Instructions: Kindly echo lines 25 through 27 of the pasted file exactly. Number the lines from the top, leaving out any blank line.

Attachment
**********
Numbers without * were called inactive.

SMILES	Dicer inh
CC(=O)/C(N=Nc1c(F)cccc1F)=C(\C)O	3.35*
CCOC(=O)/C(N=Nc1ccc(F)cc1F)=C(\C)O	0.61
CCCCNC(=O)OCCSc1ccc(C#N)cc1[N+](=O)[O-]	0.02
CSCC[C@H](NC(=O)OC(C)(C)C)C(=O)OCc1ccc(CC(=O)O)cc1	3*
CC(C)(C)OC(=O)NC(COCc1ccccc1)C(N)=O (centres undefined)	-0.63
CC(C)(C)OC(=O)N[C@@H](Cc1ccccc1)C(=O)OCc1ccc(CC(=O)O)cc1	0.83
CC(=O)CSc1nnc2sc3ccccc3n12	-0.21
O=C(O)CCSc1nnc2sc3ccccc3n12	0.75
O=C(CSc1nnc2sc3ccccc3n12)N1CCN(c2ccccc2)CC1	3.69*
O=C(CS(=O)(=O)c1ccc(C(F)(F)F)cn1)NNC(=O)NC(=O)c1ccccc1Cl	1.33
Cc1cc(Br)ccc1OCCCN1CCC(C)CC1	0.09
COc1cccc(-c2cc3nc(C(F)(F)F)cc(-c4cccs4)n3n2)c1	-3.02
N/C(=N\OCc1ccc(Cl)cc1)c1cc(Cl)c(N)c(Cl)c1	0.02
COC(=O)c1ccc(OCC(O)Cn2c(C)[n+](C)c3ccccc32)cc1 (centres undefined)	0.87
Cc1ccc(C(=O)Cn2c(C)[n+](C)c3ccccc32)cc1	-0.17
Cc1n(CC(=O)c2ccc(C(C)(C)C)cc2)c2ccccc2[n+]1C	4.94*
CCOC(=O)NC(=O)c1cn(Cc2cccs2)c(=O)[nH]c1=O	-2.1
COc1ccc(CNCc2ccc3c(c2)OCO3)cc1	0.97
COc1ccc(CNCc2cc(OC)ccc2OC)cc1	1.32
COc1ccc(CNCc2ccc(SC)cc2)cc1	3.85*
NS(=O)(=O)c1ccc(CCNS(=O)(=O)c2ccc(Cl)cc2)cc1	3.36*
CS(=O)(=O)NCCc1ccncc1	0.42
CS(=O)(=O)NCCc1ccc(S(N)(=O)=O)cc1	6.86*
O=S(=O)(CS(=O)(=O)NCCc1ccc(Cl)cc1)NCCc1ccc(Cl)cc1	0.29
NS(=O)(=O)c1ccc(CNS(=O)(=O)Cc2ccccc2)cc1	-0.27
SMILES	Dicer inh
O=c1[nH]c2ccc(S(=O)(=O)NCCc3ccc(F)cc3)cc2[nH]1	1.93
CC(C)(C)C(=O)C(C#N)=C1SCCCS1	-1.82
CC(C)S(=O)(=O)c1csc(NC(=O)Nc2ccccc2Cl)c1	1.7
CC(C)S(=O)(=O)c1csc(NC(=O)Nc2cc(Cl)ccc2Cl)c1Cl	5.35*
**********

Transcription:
CS(=O)(=O)NCCc1ccc(S(N)(=O)=O)cc1	6.86*
O=S(=O)(CS(=O)(=O)NCCc1ccc(Cl)cc1)NCCc1ccc(Cl)cc1	0.29
NS(=O)(=O)c1ccc(CNS(=O)(=O)Cc2ccccc2)cc1	-0.27